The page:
ORONO, Maine — The University of Maine men’s basketball team is building around a trio of proven commodities.
Junior post player Alasdair Fraser was an All-America East third-team choice last season, senior forward Mike Allison was an All-Defensive pick and sophomore guard Justin Edwards made the All-Rookie team.
“To have a really nice core back, even though we do have a lot of new faces over the last couple years, it gives us a great starting point to be able to put the pieces together,” said ninth-year UMaine coach Ted Woodward.
Ultimately, it will be the development of the Black Bears’ other returnees and the progress of their newcomers that will determine the fate of the 2012-13 squad.
UMaine is coming off a season during which it went 12-17 overall and 6-10 in America East play before bowing to eventual champion Vermont in the quarterfinals.
The anchor of the unit is Fraser, a 6-foot-7 powerhouse who averaged 12.9 points and 7.8 rebounds last season and shot 54 percent from the field.
“Ali is in fantastic shape, is very comfortable and confident in the post, and has worked on his face-up game,” Woodward said. “He’s clearly one of the key leaders on our basketball team.”
He is joined up front by Allison (7.1 ppg, 6.9 rpg, 2.2 blocks), a 6-9 senior forward who will be counted upon to be a two-way presence in the paint.
“Mike has been very active on the glass, has been able to find holes in the defense,” Woodward said. “He’s got defensive player of the year potential and we’re hoping he’s going to have a monster year for us.”
The versatile Edwards (13.9 points, 5.6 rebounds, 3.3 assists, 1.4 steals per game) is dangerous attacking the basket off the dribble and excels in transition. He has worked on his outside shooting.
“We’re very excited about the different things he can do from that [shooting guard] spot,” Woodward said. “He’s always had a great understanding about his deficiencies and trying to make them into strengths.”
With only two seniors and two juniors on the roster, the Bears are banking on contributions from some less-experienced players in trying to build a cohesive unit.
“We had a lot of young guys on last year’s team that really came back the way you like freshmen to develop into sophomores,” Woodward said. “Those guys have worked very hard on their bodies, their skill level. They’ve come back with an understanding of the things that they’ve got to do as they become the core players in our program.”
Woodward was referring to players such as sophomore guards Edwards, Xavier Pollard and Zarko Valjarevic, along with sophomore forward Kilian Cato.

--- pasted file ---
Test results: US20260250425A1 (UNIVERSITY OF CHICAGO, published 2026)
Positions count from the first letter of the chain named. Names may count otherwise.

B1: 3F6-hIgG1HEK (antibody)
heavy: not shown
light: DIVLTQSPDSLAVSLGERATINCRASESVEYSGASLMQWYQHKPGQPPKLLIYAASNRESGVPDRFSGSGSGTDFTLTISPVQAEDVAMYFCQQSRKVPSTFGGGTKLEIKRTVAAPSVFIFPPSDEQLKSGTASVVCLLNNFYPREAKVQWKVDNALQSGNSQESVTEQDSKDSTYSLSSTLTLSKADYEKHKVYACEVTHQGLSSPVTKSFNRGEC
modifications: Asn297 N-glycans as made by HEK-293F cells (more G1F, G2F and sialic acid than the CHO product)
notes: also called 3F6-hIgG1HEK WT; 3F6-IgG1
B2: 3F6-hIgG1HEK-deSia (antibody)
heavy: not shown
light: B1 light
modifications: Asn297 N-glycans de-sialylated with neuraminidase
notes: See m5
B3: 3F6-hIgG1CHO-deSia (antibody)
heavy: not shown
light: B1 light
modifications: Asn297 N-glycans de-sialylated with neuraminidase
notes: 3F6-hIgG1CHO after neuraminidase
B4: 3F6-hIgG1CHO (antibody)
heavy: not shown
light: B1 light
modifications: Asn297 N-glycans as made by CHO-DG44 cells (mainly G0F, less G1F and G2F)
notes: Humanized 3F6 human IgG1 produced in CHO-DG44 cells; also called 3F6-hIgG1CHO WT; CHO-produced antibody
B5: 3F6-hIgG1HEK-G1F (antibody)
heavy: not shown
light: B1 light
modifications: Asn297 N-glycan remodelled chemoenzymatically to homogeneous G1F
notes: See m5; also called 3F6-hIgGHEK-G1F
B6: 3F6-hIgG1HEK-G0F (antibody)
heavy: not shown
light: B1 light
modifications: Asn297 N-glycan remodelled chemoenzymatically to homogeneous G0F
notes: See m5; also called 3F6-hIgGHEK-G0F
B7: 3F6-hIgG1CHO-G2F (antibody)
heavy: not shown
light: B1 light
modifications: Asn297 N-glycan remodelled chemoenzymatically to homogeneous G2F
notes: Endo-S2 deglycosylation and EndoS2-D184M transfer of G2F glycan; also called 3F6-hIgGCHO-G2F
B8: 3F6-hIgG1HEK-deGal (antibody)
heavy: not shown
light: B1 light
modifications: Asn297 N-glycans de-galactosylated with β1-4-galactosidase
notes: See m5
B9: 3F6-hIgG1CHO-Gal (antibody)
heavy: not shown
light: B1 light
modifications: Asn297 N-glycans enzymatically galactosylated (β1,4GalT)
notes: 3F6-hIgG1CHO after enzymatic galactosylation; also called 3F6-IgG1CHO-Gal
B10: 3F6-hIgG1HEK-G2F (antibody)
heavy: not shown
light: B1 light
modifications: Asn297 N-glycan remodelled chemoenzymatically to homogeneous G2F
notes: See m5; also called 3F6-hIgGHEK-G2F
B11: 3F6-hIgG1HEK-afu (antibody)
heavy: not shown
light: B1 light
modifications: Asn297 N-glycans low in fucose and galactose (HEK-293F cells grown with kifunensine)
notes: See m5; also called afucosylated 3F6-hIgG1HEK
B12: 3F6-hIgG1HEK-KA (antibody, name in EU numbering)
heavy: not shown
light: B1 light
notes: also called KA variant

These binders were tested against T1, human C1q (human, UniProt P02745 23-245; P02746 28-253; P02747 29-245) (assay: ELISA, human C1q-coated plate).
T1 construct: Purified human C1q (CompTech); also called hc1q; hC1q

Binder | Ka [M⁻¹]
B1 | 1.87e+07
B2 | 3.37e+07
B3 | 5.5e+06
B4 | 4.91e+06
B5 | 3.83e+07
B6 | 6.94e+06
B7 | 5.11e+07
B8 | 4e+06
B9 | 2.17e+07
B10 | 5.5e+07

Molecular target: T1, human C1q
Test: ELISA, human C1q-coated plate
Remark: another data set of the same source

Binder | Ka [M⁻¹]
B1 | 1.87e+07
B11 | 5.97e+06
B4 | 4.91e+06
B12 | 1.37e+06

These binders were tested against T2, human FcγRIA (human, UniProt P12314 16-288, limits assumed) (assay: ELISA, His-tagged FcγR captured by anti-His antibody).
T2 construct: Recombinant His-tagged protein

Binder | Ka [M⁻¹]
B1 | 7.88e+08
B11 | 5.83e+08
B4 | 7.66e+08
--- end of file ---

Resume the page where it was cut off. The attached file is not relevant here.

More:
Pollard has stepped in at point guard after the departure of seniors Raheem Singleton and Andrew Rogers and provides a new dynamic there. The rugged Pollard and freshman Shaun Lawton give the Bears a much taller presence.
“Xavier is a gifted scorer, but he’s also a strong point guard that can get himself to the basket and has worked hard on his perimeter game,” Woodward said.
“To have two 6-3, 6-4 point guards really changes how we look defensively, if nothing else, at that spot and there’s a lot of different things that we’re able to do with them,” he added.
Valjarevic and senior Jon McAllian of Bangor hope to help UMaine re-establish a 3-point presence from the two-guard position after the loss of school career 3-point leader Gerald McLemore.
Adding to the team’s physical presence is 6-6 junior forward Jon Mesghna of Germany, a transfer from North Dakota State College of Science.
“He really is a glue guy for us, a guy that has a great understanding of defense,” Woodward said. “He’s a guy who does a lot of things.”
Up front, 6-8 freshman Till Gloger and rangy 6-9 freshman Stefan Micovic will be in the mix along with the 6-7 Cato, another 3-point threat.
“Till’s got a great body, is versatile, is able to score back-to-the-basket and face-up,” Woodward said.
“Stefan has got great athleticism, he can handle the basketball, he can shoot the ball,” he added. “We expect his curve to skyrocket through the course of this year.”
Freshman Dimitry Akanda-Coronel, a 6-5 swing player, is just rounding into shape. Sophomore transfer Leon Cooper, a combination guard, has been out with an injury thus far.
Redshirt freshman forward Ethan Mackey is back after knee surgery last year and sophomore guard Luke Hetterman of Bangor is a nonscholarship player.
Woodward said this year’s team has a significantly different look physically.
“We’re a lot bigger, a little stronger and a lot more athletic at some positions,” he said, pointing out some of the benefits.
“Rebounding is definitely an area that we wanted to address,” Woodward said. “It was definitely a weakness of ours last season. We feel like we got guys in who can help address that.”
UMaine’s diverse roster includes nine international players, including two each from Canada, Germany and Serbia and one apiece from Scotland, Finland and the Bahamas. The group has exhibited a good work ethic.
“It’s a group that’s been very engaging with each other and really loves the game of basketball,” Woodward said.
Edwards said the difference in the team’s internal chemistry has been markedly different.
“Last year we had a lot of talent but we didn’t work well as a team,” he said.
“Everyone has a good relationship with each other,” he added.